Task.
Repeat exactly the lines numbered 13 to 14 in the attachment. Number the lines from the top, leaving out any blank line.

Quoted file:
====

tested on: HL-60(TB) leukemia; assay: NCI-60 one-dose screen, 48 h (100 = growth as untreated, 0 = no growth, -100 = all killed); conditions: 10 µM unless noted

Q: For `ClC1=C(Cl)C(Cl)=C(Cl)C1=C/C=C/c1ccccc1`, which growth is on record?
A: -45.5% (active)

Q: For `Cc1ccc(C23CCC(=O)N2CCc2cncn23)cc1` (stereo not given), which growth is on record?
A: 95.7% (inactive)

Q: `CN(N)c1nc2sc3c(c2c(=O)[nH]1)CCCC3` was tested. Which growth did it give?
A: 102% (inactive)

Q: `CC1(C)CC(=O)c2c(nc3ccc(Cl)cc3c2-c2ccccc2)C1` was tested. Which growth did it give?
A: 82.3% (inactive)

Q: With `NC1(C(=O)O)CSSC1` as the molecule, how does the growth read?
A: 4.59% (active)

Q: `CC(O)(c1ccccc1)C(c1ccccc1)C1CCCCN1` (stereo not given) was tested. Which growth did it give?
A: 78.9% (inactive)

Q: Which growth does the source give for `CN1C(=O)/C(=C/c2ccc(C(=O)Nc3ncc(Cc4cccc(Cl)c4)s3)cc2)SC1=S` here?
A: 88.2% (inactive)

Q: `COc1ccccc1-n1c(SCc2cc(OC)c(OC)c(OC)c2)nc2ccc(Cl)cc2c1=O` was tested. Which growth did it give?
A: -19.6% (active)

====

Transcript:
A: 78.9% (inactive)

Q: Which growth does the source give for `CN1C(=O)/C(=C/c2ccc(C(=O)Nc3ncc(Cc4cccc(Cl)c4)s3)cc2)SC1=S` here?